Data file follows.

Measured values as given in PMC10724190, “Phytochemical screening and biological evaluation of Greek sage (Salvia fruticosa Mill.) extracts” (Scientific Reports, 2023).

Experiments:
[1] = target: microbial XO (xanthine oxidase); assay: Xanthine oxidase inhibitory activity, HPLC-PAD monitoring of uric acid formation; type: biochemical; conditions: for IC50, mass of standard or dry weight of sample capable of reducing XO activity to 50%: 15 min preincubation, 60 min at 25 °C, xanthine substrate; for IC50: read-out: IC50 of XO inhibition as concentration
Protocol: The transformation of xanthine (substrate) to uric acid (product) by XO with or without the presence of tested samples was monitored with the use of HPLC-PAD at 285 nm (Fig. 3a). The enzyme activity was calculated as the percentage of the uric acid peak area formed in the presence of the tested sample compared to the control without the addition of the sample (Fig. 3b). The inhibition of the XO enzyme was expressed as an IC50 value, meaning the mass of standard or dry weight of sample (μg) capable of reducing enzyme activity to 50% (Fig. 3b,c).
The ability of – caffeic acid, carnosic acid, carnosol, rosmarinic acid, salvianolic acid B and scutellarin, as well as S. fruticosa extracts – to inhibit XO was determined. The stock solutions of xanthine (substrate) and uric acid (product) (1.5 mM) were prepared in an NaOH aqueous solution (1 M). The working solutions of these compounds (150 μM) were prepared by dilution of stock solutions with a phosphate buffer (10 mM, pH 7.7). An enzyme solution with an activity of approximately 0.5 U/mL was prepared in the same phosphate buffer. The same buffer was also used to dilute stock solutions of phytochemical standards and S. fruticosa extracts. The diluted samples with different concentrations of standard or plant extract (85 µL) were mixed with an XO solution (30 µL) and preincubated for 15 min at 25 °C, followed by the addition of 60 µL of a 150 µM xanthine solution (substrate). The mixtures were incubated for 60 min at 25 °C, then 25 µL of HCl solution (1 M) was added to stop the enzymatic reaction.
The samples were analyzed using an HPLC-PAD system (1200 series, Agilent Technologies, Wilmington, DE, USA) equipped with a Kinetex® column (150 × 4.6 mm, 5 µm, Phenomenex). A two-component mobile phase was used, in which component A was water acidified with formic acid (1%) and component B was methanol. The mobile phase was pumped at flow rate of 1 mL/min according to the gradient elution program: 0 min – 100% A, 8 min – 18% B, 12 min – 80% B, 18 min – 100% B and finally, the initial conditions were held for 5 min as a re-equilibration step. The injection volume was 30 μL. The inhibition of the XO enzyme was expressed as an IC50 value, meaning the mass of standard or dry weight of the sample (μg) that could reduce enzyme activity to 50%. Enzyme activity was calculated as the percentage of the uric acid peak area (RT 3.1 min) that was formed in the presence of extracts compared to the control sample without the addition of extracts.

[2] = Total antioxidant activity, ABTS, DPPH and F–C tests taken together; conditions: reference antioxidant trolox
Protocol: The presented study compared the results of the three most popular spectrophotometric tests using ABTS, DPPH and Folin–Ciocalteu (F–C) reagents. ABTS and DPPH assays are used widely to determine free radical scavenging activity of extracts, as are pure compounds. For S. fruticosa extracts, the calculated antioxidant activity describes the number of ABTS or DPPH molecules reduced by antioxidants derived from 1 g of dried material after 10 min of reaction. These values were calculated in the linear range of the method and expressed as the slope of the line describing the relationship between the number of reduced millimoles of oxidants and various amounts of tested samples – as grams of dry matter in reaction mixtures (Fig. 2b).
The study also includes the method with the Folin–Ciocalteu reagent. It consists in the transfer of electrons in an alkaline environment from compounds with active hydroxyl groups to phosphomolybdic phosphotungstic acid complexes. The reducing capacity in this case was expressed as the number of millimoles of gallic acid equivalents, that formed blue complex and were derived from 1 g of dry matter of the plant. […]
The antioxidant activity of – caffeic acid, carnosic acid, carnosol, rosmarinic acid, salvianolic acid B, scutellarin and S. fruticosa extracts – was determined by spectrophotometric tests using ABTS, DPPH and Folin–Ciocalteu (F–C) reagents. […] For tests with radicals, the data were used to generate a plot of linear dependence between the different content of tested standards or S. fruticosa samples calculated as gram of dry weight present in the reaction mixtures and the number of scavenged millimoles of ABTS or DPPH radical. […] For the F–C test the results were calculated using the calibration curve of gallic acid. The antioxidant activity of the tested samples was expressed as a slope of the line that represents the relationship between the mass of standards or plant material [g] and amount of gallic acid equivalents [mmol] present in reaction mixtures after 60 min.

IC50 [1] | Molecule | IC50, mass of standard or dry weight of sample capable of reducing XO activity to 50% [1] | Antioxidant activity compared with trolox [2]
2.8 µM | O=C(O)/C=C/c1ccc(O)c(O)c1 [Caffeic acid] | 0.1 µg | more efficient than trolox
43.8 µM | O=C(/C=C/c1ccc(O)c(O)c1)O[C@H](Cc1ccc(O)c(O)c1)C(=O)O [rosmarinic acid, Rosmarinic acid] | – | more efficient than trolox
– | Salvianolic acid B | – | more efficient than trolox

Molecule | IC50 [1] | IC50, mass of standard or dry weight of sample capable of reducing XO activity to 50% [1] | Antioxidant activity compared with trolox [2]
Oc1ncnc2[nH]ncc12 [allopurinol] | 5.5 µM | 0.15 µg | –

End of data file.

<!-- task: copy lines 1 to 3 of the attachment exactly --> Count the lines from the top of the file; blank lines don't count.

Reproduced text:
Measured values as given in PMC10724190, “Phytochemical screening and biological evaluation of Greek sage (Salvia fruticosa Mill.) extracts” (Scientific Reports, 2023).

Experiments:
[1] = target: microbial XO (xanthine oxidase); assay: Xanthine oxidase inhibitory activity, HPLC-PAD monitoring of uric acid formation; type: biochemical; conditions: for IC50, mass of standard or dry weight of sample capable of reducing XO activity to 50%: 15 min preincubation, 60 min at 25 °C, xanthine substrate; for IC50: read-out: IC50 of XO inhibition as concentration